In Terminator 2, we have a different machine from the that acts as a protector and develops understanding between the two worlds (machine and human). I won't go so far as to say it offers salvation, but it does offer wisdom and hope in that direction ("It is in your nature to destroy yourselves"/"If a machine can learn the value of human life").

Then we have some additional textual inconsistencies between the two films to add to the list. In the first film, we are told two things: 1). The Resistance has won, or nearly so - "Their defence grid was smashed. We'd won!"). The attempt on Sarah is Skynet's last ditch attempt to win the war. If that is the case, how does Skynet find the time to develop and send back the T-1000? 2). We are told that the time machine can only send back living tissue and that nothing dead comes through. The T-101 can go through time because it is living tissue over metal endoskeleton; the T-1000 is liquid metal. How is it allowed to pass through?

Anyways, this is my bean-plating on a fun article. I'm sure more knowledgeable scholars than I can tear this apart, but I think the idea is a fun one and I prefered playing around with it to responding the RFP that is on my desk right now.
posted by never used baby shoes at 3:55 PM on February 28, 2012

Or what if Terminator : Old Testament :: Terminator 2 : New Testament? With Arnie's T-101 as (or as metonymy for) God.

There's the hostility toward Creation in the first film/testament, Sarah Conner a sort of Noah-and-ark carrying on the hope of the human race despite the God figure's attempts to otherwise obliterate it as punishment. Other than where Sarah (and Kyle Reese, a sort of guardian angel?) is concerned, God is almighty: no one has the power to stop him, his omnipotence is pretty much on display throughout the film.

And then in the second testament, God mellows out, becomes less the jealous and vengeful type and more the protector. A young man at the center of the whole story, presaged in the first testament, creates a new covenant that emphasizes peacefulness. And the God machine, the erstwhile vengeful killer created in Man's image, is humanized by this young man, bridging the gap between the Robot Divine and the human race He had originally set out to uncreate. The young man and God have a legitimate relationship.

And then, because He so loves the world, God gives up his chance to be with his only son.
posted by cortex at 4:16 PM on February 28, 2012 [2 favorites]

Shit cortex, why didn't you just type that in the first place and save me all my tortuous ramblings above?

Yeah, I was headed there but couldn't quite put it as well as you did, and got a little lost in my head about who was the God/JC stand-ins in the analogy.

Anyways, I'm steadfastly refusing to look at Terminator 3 or Terminator Salvation from this perspective because it will ruin my brain (actually, I thinking looking at either of those films might ruin the brain).
posted by never used baby shoes at 4:31 PM on February 28, 2012

God is vengeful; creation hasn't gone quite the way it should've, and it needs to be fixed. People, places, and things are destroyed in the attempt to right creation to the course it should be on. God is demanding and relatively inflexible and unforgiving (not always, but by and large).

God is George Lucas?
posted by asnider at 6:44 PM on February 28, 2012

Terminator 3 has one of the most epic chase scenes.
posted by Brocktoon at 7:27 PM on February 28, 2012

I think Terminator 3 was under-appreciated. I don't have time to bean-plate as extensively as others here have but here's the short version of why I think Terminator 3 was a good but flawed movie instead of just being the crap you probably think it is.

The ending of Terminator 3 changes how we look at Terminator 2, and forced other decisions within the movie. The ending is so good that I accept the consequences of the decisions it forced. Spoilers rot13ed.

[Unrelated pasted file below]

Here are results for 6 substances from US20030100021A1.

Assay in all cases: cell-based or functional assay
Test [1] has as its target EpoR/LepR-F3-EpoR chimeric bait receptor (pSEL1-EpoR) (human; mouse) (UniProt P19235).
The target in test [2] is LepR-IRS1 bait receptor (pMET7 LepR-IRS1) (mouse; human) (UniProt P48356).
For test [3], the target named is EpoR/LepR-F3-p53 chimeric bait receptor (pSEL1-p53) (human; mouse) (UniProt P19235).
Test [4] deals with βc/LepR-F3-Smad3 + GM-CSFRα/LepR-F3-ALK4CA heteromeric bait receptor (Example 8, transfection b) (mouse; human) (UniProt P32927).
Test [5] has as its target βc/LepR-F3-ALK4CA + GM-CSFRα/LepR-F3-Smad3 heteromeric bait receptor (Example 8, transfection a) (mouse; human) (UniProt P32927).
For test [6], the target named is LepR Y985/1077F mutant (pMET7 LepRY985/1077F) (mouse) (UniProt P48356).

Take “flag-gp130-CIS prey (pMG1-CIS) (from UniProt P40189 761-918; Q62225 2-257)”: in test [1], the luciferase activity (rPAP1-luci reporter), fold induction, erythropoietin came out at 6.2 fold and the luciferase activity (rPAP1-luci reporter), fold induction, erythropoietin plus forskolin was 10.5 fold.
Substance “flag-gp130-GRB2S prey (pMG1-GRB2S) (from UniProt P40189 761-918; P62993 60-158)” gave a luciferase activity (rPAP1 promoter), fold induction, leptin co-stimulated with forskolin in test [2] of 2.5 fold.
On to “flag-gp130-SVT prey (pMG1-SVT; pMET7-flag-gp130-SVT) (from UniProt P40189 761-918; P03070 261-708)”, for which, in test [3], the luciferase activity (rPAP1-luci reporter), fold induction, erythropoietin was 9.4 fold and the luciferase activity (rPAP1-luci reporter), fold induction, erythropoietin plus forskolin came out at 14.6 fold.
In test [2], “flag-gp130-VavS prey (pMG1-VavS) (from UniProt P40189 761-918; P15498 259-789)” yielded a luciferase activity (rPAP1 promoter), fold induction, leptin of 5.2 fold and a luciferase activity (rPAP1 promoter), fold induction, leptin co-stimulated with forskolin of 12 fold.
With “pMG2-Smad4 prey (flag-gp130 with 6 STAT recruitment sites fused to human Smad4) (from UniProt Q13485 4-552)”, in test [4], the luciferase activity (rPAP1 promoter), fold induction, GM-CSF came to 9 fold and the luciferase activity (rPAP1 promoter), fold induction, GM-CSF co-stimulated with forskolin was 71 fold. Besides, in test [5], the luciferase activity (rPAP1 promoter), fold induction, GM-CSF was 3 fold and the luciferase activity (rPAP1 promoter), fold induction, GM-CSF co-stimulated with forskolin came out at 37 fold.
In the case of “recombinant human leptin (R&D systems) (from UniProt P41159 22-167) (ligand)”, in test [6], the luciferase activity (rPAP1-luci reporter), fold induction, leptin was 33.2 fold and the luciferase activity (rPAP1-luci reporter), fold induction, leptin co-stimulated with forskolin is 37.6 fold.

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Gur svefg znyvpvbhf NV pncnoyr bs orvat n erny guerng gb uhznaf vf n obgarg (bs pbhefr vg jbhyq or! Gurl'er gur zbfg cbjreshy fhcrepbzchgref ninvynoyr), fb jvqryl qvfgevohgrq gung gur gubhtug bs fgbccvat vg ol qrfgeblvat nal nzbhag bs uneqjner pbzrf bss fhqqrayl nf n evqvphybhf, puvyqvfu qernz. Gur cebgntbavfgf, naq gur ivrjref gung unir funerq gur G2 vqrn bs fgbccvat FxlArg orsber Whqtzrag Qnl, unir gb tebj hc irel dhvpxyl.

Abj, vs lbh'er tbvat gb unir n zbivr jvgu guvf fbeg bs rabezbhf jrg oynaxrg, naq lbh fgvyy jnag gb nccrny gb gur znffrf, lbh'er tbvat gb arrq gb yvtugra gur cebprrqvatf fbzrubj. Gur qrpvfvba gb hfr zber uhzbe guna jnf glcvpny sbe n Grezvangbe zbivr jnf gurersber abg hazbgvingrq. Vg whfg jnfa'g rkrphgrq nyy gung jryy.

Fnq gb fnl, gur znxref bs G3 qvqa'g unir Wnzrf Pnzreba ba obneq gb cebivqr gur fbeg bs xvpx-nff npgvba gung n Grezvangbe zbivr fubhyq unir, ohg gung'f npghnyyl xvaq bs bxnl orpnhfr gur bayl ernyyl vzcbegnag guvat vf gung gur cebgntbavfgf yvir ybat rabhtu gb trg gb gung furygre. Vg'f cneg bs gur cbvag bs gur jubyr zbivr gung ab nzbhag bs vagrevz nff-xvpxvat vf tbvat gb znxr n qvssrerapr va gur raq. Whqtzrag Qnl eraqref nyy gung pnzr orsber vg zbbg; jung znggref vf jurgure lbh jvyy evfr gb vgf punyyratrf.
posted by Jpfed at 4:04 AM on February 29, 2012

Another note about T3: after they painstakingly computer-animated a gigantic crane flipping in the street to cap off a chase scene, the director said "looks great, but it's not quite realistic enough. Let's actually flip the crane and film it."
posted by Jpfed at 4:07 AM on February 29, 2012

God is George Lucas?

There is a similar dynamic at play; at least in the course I took, we did spend a bit of time on the fact that creators are often displeased with many aspects of their effort and may spend a significant amount of time attempting to improve, change or modify their creation to better fit their concept of the "ideal" before coming to some acceptance of, and perhaps even appreciation of, the flaws and shortcomings they perceive.

I don't think George has ever reached that stage, and probably never will.

And yes, I'm being overly serious in responding to a jokey comment. I accept that flaw in my creation.
posted by never used baby shoes at 6:23 PM on February 29, 2012

See Jpfed, that wasn't even the coolest part. The coolest part was how Mostow seamlessly guided the entire sequence from roughly 4:30AM through to what looks like 8 or 9AM, in roughly 15-20 minutes time.

Both movies are funny. They are both riddled with camp, which I can't help but laugh at. Shoot a gate open one-handed with a shotgun? Comedy gold.
posted by Brocktoon at 10:03 PM on February 29, 2012